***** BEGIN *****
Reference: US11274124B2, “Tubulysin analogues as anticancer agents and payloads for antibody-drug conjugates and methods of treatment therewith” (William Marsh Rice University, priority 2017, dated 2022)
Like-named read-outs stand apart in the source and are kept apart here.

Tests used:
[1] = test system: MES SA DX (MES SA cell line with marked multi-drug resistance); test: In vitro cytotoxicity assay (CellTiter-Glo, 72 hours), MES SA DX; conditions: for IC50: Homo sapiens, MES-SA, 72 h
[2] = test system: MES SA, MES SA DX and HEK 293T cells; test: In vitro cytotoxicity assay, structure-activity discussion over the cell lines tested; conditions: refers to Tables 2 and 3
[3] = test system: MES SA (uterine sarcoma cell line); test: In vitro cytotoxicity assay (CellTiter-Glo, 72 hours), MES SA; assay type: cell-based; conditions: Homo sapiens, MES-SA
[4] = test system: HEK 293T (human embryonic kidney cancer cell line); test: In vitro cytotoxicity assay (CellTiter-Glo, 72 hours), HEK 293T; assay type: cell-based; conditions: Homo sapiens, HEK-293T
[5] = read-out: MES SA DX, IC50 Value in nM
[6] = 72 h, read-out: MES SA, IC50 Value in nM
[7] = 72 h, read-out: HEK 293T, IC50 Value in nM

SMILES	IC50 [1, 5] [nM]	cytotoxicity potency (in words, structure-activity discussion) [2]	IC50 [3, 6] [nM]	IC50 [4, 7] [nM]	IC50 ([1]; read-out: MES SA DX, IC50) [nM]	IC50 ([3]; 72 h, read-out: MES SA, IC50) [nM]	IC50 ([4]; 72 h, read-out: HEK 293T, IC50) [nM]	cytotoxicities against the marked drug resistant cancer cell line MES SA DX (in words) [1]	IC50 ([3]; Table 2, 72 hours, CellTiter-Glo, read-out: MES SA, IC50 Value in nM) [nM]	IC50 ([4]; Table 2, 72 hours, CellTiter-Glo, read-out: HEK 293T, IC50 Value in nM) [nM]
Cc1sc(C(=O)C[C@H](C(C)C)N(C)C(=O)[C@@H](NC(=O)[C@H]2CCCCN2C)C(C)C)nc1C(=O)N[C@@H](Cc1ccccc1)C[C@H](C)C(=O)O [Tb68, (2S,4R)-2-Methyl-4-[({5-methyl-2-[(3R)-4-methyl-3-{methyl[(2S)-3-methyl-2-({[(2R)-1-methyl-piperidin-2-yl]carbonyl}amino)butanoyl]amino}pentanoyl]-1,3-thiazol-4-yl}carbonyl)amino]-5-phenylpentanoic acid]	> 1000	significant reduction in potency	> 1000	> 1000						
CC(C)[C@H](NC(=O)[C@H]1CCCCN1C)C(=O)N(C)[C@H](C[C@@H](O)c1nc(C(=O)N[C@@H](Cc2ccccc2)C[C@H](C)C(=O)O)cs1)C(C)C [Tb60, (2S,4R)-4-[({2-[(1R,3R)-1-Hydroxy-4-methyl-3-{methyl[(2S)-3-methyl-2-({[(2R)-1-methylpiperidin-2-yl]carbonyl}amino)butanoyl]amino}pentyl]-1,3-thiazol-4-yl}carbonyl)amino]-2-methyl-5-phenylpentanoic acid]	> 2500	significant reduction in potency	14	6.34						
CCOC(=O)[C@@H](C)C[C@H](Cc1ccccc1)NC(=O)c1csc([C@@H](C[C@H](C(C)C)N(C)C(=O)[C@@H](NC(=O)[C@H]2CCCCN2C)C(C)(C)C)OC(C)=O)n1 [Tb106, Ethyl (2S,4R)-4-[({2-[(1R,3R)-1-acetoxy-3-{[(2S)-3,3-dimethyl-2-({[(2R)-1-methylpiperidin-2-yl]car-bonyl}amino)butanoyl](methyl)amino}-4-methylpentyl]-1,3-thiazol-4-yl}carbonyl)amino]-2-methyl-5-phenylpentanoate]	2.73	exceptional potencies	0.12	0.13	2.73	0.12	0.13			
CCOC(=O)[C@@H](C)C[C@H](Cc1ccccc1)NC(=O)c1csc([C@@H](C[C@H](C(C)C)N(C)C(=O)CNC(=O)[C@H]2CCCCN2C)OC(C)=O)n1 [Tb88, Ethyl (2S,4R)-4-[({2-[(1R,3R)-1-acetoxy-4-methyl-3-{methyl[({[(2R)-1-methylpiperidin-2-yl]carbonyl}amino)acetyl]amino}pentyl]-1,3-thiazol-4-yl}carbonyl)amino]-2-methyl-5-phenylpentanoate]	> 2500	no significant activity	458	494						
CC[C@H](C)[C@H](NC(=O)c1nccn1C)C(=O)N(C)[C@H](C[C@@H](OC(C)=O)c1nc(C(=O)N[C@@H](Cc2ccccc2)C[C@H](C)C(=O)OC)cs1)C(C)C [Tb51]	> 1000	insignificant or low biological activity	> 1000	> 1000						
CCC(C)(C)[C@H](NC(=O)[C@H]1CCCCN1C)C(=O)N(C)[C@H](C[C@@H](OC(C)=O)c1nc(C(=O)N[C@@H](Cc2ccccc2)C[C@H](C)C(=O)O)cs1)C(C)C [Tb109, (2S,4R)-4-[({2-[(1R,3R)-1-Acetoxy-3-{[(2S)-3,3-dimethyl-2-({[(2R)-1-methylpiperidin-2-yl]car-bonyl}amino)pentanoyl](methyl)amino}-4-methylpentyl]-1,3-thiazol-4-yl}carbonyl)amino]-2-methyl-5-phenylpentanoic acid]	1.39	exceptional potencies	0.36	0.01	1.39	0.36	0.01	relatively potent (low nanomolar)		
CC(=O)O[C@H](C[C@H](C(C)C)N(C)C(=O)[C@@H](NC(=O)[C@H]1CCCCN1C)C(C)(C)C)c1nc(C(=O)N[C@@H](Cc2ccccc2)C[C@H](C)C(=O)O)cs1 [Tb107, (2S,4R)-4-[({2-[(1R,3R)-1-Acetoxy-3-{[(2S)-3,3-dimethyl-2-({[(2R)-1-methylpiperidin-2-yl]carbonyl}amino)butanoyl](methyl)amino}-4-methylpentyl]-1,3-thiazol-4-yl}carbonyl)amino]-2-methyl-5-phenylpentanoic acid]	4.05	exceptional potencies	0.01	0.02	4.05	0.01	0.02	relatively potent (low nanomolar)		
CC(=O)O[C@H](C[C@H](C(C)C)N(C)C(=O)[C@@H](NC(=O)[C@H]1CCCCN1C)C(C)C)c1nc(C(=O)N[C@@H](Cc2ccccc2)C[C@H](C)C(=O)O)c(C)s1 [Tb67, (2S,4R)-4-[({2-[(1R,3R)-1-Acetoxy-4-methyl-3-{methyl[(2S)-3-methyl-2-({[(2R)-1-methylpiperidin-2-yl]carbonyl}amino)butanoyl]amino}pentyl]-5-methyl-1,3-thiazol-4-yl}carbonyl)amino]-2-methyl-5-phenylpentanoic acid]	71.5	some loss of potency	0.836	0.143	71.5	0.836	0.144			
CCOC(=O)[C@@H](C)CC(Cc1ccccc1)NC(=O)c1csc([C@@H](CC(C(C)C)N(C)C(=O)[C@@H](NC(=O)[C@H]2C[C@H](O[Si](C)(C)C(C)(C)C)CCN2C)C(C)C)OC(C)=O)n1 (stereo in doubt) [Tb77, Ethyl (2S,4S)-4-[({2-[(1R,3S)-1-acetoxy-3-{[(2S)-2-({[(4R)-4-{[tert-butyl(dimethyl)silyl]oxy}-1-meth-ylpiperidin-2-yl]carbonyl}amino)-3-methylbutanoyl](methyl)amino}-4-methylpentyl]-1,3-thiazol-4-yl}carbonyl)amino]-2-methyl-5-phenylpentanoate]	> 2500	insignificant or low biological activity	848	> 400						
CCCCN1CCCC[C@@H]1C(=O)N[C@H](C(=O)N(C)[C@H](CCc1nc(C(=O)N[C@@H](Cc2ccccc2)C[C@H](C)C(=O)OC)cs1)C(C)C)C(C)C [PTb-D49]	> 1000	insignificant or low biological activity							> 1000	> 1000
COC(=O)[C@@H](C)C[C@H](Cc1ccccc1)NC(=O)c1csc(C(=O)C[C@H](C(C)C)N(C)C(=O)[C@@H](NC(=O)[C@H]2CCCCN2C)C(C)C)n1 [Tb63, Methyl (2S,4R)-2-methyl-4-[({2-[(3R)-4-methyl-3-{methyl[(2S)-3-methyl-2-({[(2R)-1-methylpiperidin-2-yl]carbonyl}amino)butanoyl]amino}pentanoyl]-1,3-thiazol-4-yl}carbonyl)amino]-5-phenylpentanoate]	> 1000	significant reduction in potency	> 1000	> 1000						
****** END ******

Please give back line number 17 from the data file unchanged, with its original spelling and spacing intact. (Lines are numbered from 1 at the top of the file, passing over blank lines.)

CCC(C)(C)[C@H](NC(=O)[C@H]1CCCCN1C)C(=O)N(C)[C@H](C[C@@H](OC(C)=O)c1nc(C(=O)N[C@@H](Cc2ccccc2)C[C@H](C)C(=O)O)cs1)C(C)C [Tb109, (2S,4R)-4-[({2-[(1R,3R)-1-Acetoxy-3-{[(2S)-3,3-dimethyl-2-({[(2R)-1-methylpiperidin-2-yl]car-bonyl}amino)pentanoyl](methyl)amino}-4-methylpentyl]-1,3-thiazol-4-yl}carbonyl)amino]-2-methyl-5-phenylpentanoic acid]	1.39	exceptional potencies	0.36	0.01	1.39	0.36	0.01	relatively potent (low nanomolar)		